Wednesday, November 26, 2008

Anyone minding the store?

I've been very bored with politics and the news since the election. Pretty happy with the results of the election, mind you, but I don't really care about following all the rumors about who is going to be appointed to what position in the Obama administration. I'll judge the administration on it's policies once in office. But I have to admit to being a little disappointed by just how ordinary Obama's picks seem to be. Especially Hillary Clinton as Sec. of State, if that's going to happen.

During the primaries foreign policy seemed the one area where Obama really seemed more progressive than the other candidates. It will be a missed opportunity if the more conventional thinkers like Clinton and her followers fill up the diplomatic posts. The younger set of policy wonks who went out on a limb to support Obama early will be left out in the cold, and the folks Clinton advances into State will dominate the institution for another generation. Add to this the Bush administration burrowing in its political appointees into last-minute civil service posts, and the federal bureaucracy will be hobbled with unimaginative functionaries, or worse, people actively trying to thwart the business of government.

And while the pundits obsess over what every appointment (rumored or announced) will mean for the Obama presidency, the Bush administration in its last days is shoveling billions of dollars at the financial industry. It's a haphazard attempt to shore up crumbling sectors of the economy, which might be necessary. But it's being done in a very careless manner, and taxpayer obligations are pilling up hundreds of billions of dollars at a time, with very little accountability for past or future actions required from the bailout recipients. If only Congress could at least pretend to care.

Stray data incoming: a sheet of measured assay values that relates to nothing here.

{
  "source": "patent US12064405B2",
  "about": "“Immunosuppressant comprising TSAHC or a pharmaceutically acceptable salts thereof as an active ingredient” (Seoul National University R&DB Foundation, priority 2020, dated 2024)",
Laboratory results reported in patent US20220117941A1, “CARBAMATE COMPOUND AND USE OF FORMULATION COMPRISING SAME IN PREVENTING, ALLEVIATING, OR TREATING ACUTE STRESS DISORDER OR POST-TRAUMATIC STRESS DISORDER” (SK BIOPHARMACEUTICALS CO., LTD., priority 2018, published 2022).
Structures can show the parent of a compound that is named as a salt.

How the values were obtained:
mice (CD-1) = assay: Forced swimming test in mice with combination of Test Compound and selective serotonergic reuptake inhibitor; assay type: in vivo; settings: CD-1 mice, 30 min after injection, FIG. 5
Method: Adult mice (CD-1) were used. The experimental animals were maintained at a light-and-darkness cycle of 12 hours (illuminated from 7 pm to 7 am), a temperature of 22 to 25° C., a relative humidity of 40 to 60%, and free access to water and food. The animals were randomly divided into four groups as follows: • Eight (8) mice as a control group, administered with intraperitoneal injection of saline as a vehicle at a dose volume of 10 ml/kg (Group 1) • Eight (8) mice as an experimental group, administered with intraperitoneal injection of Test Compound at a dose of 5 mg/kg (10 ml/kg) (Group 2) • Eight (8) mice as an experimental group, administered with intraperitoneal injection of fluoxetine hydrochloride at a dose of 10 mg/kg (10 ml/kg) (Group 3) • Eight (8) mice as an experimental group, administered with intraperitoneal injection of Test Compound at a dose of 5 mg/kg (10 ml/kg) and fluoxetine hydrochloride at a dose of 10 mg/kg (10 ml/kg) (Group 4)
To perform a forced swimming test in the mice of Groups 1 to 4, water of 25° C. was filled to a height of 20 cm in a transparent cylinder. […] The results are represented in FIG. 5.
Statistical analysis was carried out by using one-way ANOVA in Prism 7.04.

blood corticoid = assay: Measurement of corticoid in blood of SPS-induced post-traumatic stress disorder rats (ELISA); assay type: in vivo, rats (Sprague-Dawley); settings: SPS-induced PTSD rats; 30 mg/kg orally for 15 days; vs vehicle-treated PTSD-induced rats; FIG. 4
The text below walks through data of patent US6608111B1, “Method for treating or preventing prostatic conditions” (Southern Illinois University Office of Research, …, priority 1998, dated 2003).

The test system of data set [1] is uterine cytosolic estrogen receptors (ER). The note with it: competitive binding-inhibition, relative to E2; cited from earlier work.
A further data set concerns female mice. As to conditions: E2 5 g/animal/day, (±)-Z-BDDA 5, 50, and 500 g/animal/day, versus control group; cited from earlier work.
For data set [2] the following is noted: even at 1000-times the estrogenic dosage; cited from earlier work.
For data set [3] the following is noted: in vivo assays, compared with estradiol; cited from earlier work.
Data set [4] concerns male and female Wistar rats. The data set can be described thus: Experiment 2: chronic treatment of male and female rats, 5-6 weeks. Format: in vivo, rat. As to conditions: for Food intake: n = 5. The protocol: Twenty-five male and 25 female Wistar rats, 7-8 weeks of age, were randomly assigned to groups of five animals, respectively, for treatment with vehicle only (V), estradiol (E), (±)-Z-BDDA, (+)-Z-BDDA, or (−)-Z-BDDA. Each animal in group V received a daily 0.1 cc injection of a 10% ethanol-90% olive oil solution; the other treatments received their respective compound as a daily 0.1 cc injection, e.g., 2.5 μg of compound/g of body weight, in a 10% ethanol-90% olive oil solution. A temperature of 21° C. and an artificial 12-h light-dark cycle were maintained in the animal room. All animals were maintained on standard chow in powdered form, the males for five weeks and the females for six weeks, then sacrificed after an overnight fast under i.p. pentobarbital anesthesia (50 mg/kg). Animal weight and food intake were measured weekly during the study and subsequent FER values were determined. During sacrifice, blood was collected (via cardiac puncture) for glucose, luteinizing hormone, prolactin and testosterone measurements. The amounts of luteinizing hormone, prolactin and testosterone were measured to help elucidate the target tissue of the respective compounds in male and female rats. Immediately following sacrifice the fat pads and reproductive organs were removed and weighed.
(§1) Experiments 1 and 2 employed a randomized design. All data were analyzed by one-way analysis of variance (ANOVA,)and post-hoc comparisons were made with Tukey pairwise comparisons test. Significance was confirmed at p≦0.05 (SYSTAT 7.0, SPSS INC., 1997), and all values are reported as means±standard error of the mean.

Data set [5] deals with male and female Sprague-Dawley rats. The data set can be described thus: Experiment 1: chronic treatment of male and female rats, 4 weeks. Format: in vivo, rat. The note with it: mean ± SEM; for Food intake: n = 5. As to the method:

1 comment:

christian_left said...

In my view, these two things--worrying about Obama's appointees and "minding the store"--are closely connected. As we shovel the money out the door to the financial industry, we are faced with the specter of continued rule under the Obama Administration from the same economic elites who are closely connected with the financial industry. So it would make little sense for top-level Democrats in Congress to object to the looting when their party's President is about to install people connected at high levels to the very same financial interests. In a sense, it almost seems to take the issue off the table. Now, of course, there are certain aspects of Bush's end of term looting, especially related to loosening of environmental regulations in the West and other such things, that are ripe for better push-back. But in the end, on too many crucial issues, we are finding ourselves once again having to take on a Wall Street Democratic Party at the same time that we decry the abuses of the GOP.

Just in case there are any readers of this blog out there who don't read The Nation regularly... My favorite writer who links together the transition and the financial industry bailot is Naomi Klein. But it's not just Klein. The Nation has really been pushing on this issue despite its inevitable stepping on the toes of starry-eyed Obama fans. My favorite economic columnist, William Greider has weighed in, as has Robert Scheer.